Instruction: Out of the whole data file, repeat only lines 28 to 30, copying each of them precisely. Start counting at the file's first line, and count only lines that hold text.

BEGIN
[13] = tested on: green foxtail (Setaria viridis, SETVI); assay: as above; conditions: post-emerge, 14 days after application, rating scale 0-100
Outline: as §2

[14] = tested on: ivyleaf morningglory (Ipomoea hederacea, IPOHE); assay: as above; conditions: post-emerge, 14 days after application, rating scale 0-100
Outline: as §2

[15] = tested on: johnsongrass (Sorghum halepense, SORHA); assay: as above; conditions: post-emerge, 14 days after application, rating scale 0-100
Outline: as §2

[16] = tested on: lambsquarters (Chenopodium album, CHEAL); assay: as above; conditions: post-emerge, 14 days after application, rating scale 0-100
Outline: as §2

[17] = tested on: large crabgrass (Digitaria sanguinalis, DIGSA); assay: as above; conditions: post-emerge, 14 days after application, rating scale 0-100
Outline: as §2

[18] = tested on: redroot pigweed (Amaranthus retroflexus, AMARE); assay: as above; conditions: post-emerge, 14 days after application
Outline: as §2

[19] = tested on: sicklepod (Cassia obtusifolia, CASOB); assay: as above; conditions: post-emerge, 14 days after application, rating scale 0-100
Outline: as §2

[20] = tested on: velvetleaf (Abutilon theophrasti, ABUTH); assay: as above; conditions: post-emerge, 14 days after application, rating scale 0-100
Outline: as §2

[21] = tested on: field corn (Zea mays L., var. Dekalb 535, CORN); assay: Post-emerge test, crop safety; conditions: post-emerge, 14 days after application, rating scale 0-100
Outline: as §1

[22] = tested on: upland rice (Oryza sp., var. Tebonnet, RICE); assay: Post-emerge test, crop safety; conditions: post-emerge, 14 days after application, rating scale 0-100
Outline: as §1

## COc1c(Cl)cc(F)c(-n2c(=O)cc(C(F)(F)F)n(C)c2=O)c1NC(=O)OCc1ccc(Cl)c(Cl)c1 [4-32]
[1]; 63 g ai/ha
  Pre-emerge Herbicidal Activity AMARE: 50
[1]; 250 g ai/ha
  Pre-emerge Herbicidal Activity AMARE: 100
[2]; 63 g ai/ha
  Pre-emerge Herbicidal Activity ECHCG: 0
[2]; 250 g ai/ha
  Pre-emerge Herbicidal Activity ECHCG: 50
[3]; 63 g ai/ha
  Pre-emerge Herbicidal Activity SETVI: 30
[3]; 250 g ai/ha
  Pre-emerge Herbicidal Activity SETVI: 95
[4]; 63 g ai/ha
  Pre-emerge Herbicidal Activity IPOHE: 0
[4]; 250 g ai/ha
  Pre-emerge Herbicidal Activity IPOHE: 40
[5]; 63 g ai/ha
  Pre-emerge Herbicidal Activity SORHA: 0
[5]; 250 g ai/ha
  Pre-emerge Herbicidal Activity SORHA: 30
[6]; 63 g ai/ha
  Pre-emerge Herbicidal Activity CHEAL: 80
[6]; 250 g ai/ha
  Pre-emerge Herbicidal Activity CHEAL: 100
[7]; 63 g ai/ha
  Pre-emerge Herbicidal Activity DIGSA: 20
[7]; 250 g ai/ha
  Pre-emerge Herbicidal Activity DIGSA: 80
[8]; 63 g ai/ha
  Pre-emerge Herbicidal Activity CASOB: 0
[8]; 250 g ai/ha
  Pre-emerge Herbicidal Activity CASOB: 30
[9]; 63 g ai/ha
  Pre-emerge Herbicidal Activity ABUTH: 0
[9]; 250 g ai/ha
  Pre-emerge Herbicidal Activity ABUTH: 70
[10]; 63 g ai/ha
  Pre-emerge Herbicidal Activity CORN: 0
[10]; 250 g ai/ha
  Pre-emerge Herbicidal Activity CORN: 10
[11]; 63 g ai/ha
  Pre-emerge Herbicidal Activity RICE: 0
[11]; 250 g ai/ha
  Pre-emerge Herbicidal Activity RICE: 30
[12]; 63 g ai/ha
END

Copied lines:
[2]; 250 g ai/ha
  Pre-emerge Herbicidal Activity ECHCG: 50
[3]; 63 g ai/ha